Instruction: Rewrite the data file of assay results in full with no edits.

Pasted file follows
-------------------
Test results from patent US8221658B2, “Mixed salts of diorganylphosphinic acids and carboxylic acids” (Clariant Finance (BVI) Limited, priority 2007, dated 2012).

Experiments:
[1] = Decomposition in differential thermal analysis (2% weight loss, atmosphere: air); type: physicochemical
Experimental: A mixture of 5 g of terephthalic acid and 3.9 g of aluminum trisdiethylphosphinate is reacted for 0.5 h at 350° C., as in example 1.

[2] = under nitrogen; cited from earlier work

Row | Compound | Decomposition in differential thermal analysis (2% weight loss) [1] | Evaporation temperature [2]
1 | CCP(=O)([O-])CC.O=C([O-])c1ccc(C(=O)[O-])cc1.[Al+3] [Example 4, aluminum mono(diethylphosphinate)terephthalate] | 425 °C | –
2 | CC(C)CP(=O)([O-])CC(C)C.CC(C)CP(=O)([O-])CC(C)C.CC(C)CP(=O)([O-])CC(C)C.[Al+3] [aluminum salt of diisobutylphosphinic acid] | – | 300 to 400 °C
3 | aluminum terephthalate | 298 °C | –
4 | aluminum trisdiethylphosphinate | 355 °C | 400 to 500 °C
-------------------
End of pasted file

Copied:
Test results from patent US8221658B2, “Mixed salts of diorganylphosphinic acids and carboxylic acids” (Clariant Finance (BVI) Limited, priority 2007, dated 2012).

Experiments:
[1] = Decomposition in differential thermal analysis (2% weight loss, atmosphere: air); type: physicochemical
Experimental: A mixture of 5 g of terephthalic acid and 3.9 g of aluminum trisdiethylphosphinate is reacted for 0.5 h at 350° C., as in example 1.

[2] = under nitrogen; cited from earlier work

Row | Compound | Decomposition in differential thermal analysis (2% weight loss) [1] | Evaporation temperature [2]
1 | CCP(=O)([O-])CC.O=C([O-])c1ccc(C(=O)[O-])cc1.[Al+3] [Example 4, aluminum mono(diethylphosphinate)terephthalate] | 425 °C | –
2 | CC(C)CP(=O)([O-])CC(C)C.CC(C)CP(=O)([O-])CC(C)C.CC(C)CP(=O)([O-])CC(C)C.[Al+3] [aluminum salt of diisobutylphosphinic acid] | – | 300 to 400 °C
3 | aluminum terephthalate | 298 °C | –
4 | aluminum trisdiethylphosphinate | 355 °C | 400 to 500 °C